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      1. All it takes is a bit of thought and the right materials at the right time, and the right frame of mind, unfortunately in th UK space is at a premium an you need planning permission for a green house in some places so for me it might just have to be a dream for me

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        1. I hope that FD will soon get to the point where he puts finished photos on his blog. It’s a beautiful structure, and is fitting to the undeveloped area. I am simply amazed each time I visit out there, that two men could build such a structure out of an old bridge. I do hope you get to build something Neil! I think FD and Hoot are very proud of what they managed. It’s got to be a very rewarding feeling.

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  9. Hi ๐Ÿ™‚ . Before going away I complained that you didn’t post often enough for me, so I was delighted to come back to four posts, but so sad when I read about Rowdy. We have comfortable lives and forget the laws of nature when we love an animal. Imagining you searching desperately through the woods, I was there with you. I don’t think I could have resisted the need to doctor Daisy’s wounds. I’m curious why you feel that the vulture is your totem animal. They usually evoke death and profiting from others misfortune. And how did you come to ‘find’ your totem. It’s a totally foreign idea here in the old world.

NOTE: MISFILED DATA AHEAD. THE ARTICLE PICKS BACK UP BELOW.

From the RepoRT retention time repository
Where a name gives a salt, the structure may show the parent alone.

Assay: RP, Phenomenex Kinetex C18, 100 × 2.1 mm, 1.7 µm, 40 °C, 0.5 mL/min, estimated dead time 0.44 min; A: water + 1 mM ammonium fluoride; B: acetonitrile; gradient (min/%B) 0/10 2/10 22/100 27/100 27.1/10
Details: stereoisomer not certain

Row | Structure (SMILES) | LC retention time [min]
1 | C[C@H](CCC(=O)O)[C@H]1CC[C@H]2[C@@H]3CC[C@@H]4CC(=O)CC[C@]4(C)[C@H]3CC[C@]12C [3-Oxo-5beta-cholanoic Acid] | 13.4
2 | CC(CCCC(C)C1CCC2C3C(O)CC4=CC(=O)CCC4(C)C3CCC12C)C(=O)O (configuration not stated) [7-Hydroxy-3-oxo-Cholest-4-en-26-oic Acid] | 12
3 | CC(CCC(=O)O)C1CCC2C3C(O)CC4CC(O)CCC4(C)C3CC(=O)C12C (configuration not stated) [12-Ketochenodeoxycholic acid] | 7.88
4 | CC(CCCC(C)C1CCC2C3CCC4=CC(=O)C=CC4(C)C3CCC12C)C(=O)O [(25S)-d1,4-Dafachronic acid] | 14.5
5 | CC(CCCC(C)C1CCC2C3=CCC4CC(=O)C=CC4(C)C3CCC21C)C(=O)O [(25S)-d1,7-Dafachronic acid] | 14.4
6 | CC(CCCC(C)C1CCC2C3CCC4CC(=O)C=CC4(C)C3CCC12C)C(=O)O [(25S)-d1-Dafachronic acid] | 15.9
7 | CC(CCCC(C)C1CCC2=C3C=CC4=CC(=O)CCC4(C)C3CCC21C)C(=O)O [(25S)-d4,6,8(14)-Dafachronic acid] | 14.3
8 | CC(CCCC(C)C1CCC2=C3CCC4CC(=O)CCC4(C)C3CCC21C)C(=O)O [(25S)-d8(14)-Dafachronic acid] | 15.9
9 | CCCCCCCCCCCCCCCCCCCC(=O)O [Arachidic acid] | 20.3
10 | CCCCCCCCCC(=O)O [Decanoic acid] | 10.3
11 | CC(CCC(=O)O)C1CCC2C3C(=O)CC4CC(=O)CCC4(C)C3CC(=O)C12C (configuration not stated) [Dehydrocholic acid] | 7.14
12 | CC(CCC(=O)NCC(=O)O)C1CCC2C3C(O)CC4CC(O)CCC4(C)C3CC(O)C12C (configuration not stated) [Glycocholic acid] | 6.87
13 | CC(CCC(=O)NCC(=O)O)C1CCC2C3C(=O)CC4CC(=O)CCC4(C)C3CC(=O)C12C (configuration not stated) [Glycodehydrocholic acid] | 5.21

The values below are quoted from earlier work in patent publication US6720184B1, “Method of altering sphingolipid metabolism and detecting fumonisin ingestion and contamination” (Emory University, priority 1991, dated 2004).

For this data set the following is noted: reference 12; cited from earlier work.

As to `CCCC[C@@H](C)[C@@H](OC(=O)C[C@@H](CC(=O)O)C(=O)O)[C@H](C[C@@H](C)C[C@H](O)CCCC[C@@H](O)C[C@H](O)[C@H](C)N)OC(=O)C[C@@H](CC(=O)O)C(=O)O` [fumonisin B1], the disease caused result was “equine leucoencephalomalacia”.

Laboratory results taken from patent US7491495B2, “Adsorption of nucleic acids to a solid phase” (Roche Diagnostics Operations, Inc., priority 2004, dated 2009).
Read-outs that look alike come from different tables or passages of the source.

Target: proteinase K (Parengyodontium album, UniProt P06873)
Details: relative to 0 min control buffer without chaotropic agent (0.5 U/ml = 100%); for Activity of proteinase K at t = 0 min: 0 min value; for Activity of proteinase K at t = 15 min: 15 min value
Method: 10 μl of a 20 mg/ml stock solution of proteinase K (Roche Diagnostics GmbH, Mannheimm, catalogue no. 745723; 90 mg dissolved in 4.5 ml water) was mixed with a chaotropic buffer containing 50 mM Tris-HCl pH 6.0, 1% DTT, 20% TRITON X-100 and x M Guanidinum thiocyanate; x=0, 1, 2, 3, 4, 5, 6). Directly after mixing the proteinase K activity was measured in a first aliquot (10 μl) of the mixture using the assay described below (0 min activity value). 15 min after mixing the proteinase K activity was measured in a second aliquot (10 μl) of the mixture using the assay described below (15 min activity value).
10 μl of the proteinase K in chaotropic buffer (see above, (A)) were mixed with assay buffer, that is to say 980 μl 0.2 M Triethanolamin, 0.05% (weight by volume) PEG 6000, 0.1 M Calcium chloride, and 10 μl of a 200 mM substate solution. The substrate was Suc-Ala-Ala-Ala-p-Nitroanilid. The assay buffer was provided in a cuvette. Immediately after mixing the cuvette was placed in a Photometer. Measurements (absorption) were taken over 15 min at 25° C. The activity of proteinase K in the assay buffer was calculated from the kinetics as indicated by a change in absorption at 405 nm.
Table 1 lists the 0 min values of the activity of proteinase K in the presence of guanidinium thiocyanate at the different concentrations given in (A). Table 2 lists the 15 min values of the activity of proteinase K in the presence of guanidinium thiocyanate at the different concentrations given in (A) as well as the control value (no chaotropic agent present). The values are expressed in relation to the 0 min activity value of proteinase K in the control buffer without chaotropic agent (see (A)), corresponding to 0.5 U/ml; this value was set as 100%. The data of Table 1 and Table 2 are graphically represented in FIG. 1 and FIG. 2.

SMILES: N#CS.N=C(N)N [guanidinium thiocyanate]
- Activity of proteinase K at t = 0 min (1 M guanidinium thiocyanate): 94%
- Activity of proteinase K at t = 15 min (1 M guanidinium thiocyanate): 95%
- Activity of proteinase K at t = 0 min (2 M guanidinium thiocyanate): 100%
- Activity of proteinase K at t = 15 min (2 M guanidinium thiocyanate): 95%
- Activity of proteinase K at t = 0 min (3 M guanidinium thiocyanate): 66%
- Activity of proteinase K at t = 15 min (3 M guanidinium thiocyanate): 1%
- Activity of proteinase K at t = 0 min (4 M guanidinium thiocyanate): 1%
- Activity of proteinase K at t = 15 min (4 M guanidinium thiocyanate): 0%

Then came your post about the cabin. What an amazing adventure for the two men and so wonderfully recounted by you in words and photos. I think men need to create something visible and or throw themselves into a career, as they can not create new life or nurture other living things as well as women.
    Can’t wait for your next tale.
    Take care of yourself.

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    1. Good morning my friend!! I’ve been enjoying your recent blog photos from your trip to South France. I’ve been spending time outdoors, keeping gardens and landscaping alive in the brutal heat. Daisy is doing well, as is her little doe, Spirit. I saw them last night bedded down in the pasture just south of our house. Daisy’s wounds are healing nicely and her hair is beginning to fill in where she had bald spots after the attack. It wouldn’t have done much good to doctor her injuries, as deer lick their wounds to aid in healing. A bandage wouldn’t stick, and she would just ingest any medication. Animals are resilient in the ways of self-healing.